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GARFIELD -- Fire Chief Rob Taylor and the Northeast Benton County Volunteer Fire Department board of directors hosted the second of two town hall meetings last week to present information and answer questions about a special election asking for an increase in dues.

Taylor said the fire and ambulance departments are separated yet work together. He said the dues increase would allow the department to provide two positions for firefighters who could work in the station to provide quicker response times for the Fire Department.

Appraised value^Annual dues

Current fire dues

$0-99,999^$40

$100,000-299,999^$75

$300,000+^$120

Proposed fire dues

$0-99,999^$84

$100,000-299,999^$154

$300,000+^$244

People in attendance asked about Insurance Services Offices (ISO) ratings which are a 5 now in the NEBCO district, according to Taylor, who said response time and water supply are two factors used to determine the rating. Having two people in the office will increase response time.

Melvin Schoonover asked whether passage of the vote required a simple majority of the number of registered voters or of those voting.

"Those who vote," Dean Adair, NEBCO Board chairman, said.

Julie Bland, clerk, said 4,000 flyers were sent by mail to all residents in the NEBCO district.

"There seems to be a lack of participation," Schoonover said.

"I totally agree with you," Taylor said. "We're doing everything we can."

Adair said he had spoken about the election and NEBCO's need at churches, at the Lost Bridge Village meeting, to the Hobbits sewing group and "to anyone willing to listen" as well as to "the mayor's board meeting."

Garfield Mayor Gary Blackburn was in attendance and as the end of the meeting time neared, said: "I had some opposing views. I request time to speak before everyone gets up and leaves."

J.L. Wright expressed concern for past offenses of NEBCO including not buying fuel from his convenience store and someone driving a fire truck irresponsibly.

Taylor apologized to Wright, assured him the person who drove carelessly was no longer on the department. He said he does not allow red lights and sirens on personal vehicles. About the fuel purchases, he said he doesn't dictate where drivers buy fuel but would be glad to discuss that issue. "We try to be fiscally responsible."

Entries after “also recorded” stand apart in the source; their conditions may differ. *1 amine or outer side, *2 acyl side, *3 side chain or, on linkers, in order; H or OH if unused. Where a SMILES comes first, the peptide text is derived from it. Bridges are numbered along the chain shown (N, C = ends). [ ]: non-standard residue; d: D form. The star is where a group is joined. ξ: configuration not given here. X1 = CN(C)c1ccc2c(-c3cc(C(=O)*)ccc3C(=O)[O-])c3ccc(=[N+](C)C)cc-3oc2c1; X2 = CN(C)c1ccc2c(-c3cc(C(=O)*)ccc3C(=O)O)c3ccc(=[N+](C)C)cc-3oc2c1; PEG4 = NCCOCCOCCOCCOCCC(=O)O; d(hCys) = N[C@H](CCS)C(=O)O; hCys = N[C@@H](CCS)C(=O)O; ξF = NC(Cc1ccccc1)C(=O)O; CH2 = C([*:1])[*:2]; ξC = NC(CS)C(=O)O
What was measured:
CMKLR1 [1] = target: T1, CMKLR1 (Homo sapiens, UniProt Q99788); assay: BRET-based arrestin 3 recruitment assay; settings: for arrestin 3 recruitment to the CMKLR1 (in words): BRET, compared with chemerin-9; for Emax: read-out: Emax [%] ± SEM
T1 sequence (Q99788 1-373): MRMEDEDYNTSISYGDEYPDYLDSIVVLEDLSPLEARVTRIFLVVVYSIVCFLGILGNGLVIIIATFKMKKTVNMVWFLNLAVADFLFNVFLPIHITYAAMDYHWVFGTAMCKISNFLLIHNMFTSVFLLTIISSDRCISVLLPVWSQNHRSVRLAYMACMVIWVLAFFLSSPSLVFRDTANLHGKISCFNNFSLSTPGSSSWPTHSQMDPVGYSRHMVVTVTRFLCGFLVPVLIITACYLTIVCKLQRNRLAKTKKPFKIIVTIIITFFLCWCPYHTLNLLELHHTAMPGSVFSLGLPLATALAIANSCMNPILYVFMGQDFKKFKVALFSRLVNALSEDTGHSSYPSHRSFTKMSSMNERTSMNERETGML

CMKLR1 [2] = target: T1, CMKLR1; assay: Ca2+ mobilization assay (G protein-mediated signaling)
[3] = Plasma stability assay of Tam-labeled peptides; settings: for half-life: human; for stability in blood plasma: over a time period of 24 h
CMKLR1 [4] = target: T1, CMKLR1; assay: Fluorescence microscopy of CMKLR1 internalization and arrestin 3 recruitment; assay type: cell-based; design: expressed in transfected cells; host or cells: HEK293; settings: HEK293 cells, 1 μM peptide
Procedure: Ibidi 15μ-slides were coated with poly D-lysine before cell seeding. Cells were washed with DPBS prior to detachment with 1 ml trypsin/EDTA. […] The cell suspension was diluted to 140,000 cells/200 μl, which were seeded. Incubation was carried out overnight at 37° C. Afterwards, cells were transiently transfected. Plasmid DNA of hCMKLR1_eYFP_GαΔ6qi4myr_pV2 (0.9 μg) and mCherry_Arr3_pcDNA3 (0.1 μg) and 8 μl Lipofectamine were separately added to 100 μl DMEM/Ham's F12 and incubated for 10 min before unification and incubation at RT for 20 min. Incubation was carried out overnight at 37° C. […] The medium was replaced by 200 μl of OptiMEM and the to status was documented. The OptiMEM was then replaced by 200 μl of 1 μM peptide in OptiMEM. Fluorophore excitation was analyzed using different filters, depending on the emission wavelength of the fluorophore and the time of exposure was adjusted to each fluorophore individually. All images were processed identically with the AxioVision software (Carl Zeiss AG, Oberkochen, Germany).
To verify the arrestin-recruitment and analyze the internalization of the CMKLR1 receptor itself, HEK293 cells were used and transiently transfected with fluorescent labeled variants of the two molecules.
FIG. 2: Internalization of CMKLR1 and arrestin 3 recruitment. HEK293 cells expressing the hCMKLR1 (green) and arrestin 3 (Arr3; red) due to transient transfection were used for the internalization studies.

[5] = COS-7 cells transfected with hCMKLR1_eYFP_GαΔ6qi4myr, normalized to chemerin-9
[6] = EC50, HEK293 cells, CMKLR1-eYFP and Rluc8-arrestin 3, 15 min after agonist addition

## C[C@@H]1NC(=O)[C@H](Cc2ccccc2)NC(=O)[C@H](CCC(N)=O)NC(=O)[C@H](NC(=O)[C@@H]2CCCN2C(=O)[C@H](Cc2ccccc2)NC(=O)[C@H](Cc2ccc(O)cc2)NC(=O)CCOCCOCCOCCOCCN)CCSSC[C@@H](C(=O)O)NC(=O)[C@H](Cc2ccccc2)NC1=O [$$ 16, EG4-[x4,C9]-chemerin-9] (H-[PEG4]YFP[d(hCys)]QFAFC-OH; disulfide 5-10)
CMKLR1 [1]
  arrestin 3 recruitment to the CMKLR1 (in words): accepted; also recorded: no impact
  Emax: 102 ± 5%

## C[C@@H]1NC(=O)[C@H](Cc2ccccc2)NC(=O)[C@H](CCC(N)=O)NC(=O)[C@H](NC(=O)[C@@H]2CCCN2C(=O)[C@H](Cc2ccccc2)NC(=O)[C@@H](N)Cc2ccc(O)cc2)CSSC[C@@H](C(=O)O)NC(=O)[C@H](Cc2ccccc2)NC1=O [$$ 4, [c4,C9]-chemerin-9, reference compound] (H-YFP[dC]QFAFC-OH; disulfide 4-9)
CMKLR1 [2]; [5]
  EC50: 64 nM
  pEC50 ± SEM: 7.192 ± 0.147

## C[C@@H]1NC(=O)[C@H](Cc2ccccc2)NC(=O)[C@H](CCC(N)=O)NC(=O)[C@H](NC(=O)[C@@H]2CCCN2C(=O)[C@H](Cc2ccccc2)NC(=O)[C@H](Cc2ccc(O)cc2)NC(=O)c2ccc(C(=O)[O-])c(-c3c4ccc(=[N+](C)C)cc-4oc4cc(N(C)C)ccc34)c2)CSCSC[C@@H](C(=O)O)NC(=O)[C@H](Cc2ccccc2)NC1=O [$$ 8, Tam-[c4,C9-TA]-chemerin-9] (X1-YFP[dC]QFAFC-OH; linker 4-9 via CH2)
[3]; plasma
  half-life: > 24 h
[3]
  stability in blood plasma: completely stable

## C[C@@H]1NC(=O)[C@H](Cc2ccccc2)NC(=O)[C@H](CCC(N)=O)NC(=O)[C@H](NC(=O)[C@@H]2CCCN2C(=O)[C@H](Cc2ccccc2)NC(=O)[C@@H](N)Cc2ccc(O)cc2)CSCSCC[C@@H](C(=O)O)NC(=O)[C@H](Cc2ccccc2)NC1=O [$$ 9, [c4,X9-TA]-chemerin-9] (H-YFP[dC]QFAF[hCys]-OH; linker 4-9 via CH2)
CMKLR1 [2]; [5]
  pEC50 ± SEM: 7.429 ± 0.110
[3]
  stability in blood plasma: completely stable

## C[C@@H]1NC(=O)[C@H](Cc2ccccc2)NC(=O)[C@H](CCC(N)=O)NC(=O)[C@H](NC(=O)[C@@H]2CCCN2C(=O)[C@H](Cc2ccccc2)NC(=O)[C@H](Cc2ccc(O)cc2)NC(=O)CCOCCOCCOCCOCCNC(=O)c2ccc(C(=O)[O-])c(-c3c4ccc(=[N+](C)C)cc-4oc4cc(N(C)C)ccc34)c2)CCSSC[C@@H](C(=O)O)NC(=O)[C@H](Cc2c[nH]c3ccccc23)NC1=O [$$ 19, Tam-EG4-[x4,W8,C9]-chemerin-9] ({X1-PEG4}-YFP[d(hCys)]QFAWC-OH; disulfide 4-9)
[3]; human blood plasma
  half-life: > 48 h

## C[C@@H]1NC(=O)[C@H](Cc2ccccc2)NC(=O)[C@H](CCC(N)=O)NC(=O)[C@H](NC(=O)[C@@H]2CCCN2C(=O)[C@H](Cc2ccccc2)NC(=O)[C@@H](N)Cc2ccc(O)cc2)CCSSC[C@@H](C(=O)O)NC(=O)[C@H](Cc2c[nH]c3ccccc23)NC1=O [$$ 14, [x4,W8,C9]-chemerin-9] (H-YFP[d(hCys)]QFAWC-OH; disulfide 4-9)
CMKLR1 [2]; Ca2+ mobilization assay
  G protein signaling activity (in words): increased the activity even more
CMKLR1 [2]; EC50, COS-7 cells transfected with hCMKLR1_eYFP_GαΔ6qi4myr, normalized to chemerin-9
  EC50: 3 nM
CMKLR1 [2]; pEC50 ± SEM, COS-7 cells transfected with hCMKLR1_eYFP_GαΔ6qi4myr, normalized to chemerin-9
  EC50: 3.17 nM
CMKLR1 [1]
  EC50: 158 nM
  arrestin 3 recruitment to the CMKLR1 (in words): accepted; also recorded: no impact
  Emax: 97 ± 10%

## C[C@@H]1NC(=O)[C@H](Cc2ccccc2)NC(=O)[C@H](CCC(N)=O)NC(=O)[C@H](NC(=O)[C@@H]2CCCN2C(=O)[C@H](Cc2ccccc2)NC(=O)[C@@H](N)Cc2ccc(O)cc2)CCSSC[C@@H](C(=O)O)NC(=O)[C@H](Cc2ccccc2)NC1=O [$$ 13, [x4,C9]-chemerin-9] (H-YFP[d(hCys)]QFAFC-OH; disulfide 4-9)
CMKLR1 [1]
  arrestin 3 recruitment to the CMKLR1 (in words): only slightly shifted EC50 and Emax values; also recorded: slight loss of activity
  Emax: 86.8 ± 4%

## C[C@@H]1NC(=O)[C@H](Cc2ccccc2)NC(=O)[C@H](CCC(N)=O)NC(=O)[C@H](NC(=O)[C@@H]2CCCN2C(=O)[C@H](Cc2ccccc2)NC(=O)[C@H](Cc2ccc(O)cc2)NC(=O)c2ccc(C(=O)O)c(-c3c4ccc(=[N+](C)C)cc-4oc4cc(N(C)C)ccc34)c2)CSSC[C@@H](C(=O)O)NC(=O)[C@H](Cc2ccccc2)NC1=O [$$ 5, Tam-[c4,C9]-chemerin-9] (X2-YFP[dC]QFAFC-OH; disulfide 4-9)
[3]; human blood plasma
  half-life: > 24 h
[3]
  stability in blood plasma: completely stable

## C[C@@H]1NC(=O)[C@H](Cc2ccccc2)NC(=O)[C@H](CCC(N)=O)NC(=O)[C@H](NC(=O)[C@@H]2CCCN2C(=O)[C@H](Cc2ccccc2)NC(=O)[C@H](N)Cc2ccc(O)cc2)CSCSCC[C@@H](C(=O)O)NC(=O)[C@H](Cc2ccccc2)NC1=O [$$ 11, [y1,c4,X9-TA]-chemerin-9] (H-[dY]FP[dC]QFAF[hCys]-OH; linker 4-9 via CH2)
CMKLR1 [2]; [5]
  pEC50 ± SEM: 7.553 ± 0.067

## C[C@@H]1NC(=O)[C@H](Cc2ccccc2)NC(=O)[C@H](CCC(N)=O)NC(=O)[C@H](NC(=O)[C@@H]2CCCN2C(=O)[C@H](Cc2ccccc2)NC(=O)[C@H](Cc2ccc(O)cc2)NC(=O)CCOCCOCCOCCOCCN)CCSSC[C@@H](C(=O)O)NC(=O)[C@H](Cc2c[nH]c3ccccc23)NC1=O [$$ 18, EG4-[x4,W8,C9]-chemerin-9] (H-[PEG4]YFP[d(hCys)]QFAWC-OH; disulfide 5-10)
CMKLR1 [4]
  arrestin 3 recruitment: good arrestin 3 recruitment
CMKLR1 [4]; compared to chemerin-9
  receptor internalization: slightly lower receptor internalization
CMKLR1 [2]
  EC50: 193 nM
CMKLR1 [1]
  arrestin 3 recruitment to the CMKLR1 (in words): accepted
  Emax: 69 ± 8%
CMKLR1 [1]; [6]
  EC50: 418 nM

"We should be more fair to the businesses in the community," Taylor said. "That's the right thing to do."

One man in the audience asked Taylor whether he was getting ready to retire and if the proceeds from the dues increase would be used to hire a full-time chief.

"That's not part of this," Taylor said. "We've got other needs other than me being out here full time. I work 48/96 so I spend those four days off right here. I enjoy doing what I do.

"I don't intend to leave Rogers for a few more years," Taylor said. "Our biggest priority is to get those two people on here 24 hours a day."

He said the timing of the election was recommended by the Election Commission so dues could get on the tax bills for 2019 and income would not come to NEBCO until 2020.

"We live in Lost Bridge Village," one man said. "Personally, I think your rates have been a real bargain."

"We work very hard to keep that way," Taylor said, adding "I've lived here my whole life.

"We'll continue to operate this way. I don't enjoy asking for money but it's part of my job. We get no tax money or assistance from county (other than buy fire truck occasionally)."

Blackburn asked whether he would get a bill for 30 acres he owns that does not have a structure on it.

Mary Conner, sitting near the mayor, asked him "If it catches on fire, do you want them to come fight your fire?"

"Be quiet, I'm talking to the board," Blackburn said to Connor.

Blackburn said the city also received a bill for a well house previously owned by the city that was sold.

"I got a bill for $40 that was mailed form Garfield, for dues for that piece of property," he said. "I've been mayor for five years ... I don't accept that you've done it that way for 20 years."

Reading from the ballot, Blackburn said the question said dues were "on each residence or each business having an occupiable structure... "

"This says nothing about a piece of property that doesn't have an occupiable structure on it and I've been telling you guys that for the past two weeks," Blackburn continued.

Connor said: "I've got a vacant lot next to my house, if it catches on fire, I'm going to call 911."

Connor asked the board why the proposal is just to add to positions.

"We had to start somewhere," Adair said.

Taylor said that records show NEBCO averages 3.5 firefighters per call.

Adair said the best scenario would be a minimum of seven firefighters on each all.

Fire Capt. Zach Oldebeken, a firefighter with both NEBCO and Rogers, said 21 firefighters respond to fire calls in Rogers.

"Someone suggested we pay half a million to pay the volunteers," Taylor said, referring to a document by the Garfield mayor that proposed paying half of all firefighting staff and creating a full-time chief position. Blackburn also recommended paying board members, who now volunteer. "I don't think our community is ready for that. That's a huge amount of money for us."

Blackburn left before the meeting ended without presenting his "opposing view" which was published in The TIMES last week.

Editorial on 07/03/2019

Print Headline: NEBCO voters asked to increase fire dues

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